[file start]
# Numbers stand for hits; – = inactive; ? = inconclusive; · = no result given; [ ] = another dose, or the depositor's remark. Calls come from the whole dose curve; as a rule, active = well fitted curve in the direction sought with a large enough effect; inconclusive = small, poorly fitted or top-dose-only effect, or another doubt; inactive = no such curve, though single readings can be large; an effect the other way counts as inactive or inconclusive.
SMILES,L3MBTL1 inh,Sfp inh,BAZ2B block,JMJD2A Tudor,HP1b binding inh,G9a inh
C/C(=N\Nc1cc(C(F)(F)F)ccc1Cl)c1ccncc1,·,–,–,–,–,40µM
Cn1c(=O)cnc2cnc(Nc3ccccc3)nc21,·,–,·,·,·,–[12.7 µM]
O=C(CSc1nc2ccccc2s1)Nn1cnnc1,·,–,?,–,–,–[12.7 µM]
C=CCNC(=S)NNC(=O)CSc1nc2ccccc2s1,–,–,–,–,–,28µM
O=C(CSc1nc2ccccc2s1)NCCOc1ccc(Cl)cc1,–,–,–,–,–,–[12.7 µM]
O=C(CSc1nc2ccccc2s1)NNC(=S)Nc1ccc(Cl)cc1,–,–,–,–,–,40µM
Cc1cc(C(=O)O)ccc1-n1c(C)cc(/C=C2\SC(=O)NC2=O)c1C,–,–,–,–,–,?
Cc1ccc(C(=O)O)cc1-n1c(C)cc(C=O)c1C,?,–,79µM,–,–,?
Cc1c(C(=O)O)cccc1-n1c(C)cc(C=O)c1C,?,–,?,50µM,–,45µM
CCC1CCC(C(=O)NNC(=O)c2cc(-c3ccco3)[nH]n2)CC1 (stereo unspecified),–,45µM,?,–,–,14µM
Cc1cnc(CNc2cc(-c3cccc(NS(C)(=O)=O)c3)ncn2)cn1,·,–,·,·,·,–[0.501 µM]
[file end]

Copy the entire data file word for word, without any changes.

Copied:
# Numbers stand for hits; – = inactive; ? = inconclusive; · = no result given; [ ] = another dose, or the depositor's remark. Calls come from the whole dose curve; as a rule, active = well fitted curve in the direction sought with a large enough effect; inconclusive = small, poorly fitted or top-dose-only effect, or another doubt; inactive = no such curve, though single readings can be large; an effect the other way counts as inactive or inconclusive.
SMILES,L3MBTL1 inh,Sfp inh,BAZ2B block,JMJD2A Tudor,HP1b binding inh,G9a inh
C/C(=N\Nc1cc(C(F)(F)F)ccc1Cl)c1ccncc1,·,–,–,–,–,40µM
Cn1c(=O)cnc2cnc(Nc3ccccc3)nc21,·,–,·,·,·,–[12.7 µM]
O=C(CSc1nc2ccccc2s1)Nn1cnnc1,·,–,?,–,–,–[12.7 µM]
C=CCNC(=S)NNC(=O)CSc1nc2ccccc2s1,–,–,–,–,–,28µM
O=C(CSc1nc2ccccc2s1)NCCOc1ccc(Cl)cc1,–,–,–,–,–,–[12.7 µM]
O=C(CSc1nc2ccccc2s1)NNC(=S)Nc1ccc(Cl)cc1,–,–,–,–,–,40µM
Cc1cc(C(=O)O)ccc1-n1c(C)cc(/C=C2\SC(=O)NC2=O)c1C,–,–,–,–,–,?
Cc1ccc(C(=O)O)cc1-n1c(C)cc(C=O)c1C,?,–,79µM,–,–,?
Cc1c(C(=O)O)cccc1-n1c(C)cc(C=O)c1C,?,–,?,50µM,–,45µM
CCC1CCC(C(=O)NNC(=O)c2cc(-c3ccco3)[nH]n2)CC1 (stereo unspecified),–,45µM,?,–,–,14µM
Cc1cnc(CNc2cc(-c3cccc(NS(C)(=O)=O)c3)ncn2)cn1,·,–,·,·,·,–[0.501 µM]